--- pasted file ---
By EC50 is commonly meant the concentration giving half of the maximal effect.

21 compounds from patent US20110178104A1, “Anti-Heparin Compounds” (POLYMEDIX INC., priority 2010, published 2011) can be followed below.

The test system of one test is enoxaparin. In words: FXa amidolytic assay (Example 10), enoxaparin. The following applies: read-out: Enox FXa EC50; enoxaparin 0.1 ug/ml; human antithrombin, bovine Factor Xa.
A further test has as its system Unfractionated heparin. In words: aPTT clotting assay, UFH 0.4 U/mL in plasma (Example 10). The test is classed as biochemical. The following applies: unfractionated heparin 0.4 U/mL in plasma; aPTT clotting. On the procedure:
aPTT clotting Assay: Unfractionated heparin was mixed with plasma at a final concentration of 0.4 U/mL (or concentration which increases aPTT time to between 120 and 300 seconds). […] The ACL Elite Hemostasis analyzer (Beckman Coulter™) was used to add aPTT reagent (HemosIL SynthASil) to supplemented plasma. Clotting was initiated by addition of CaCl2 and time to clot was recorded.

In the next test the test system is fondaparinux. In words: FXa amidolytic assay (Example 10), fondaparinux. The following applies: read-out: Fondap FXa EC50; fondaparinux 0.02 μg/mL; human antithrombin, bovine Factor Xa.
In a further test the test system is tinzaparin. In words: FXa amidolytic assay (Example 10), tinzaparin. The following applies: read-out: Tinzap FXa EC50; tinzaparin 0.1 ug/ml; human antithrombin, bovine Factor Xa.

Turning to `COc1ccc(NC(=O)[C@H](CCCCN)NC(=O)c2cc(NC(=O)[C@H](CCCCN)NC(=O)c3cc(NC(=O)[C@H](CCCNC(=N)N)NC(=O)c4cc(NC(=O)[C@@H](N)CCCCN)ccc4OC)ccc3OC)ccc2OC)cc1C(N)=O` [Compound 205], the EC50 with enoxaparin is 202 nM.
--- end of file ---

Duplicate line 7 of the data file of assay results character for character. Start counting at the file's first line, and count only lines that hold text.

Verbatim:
In a further test the test system is tinzaparin. In words: FXa amidolytic assay (Example 10), tinzaparin. The following applies: read-out: Tinzap FXa EC50; tinzaparin 0.1 ug/ml; human antithrombin, bovine Factor Xa.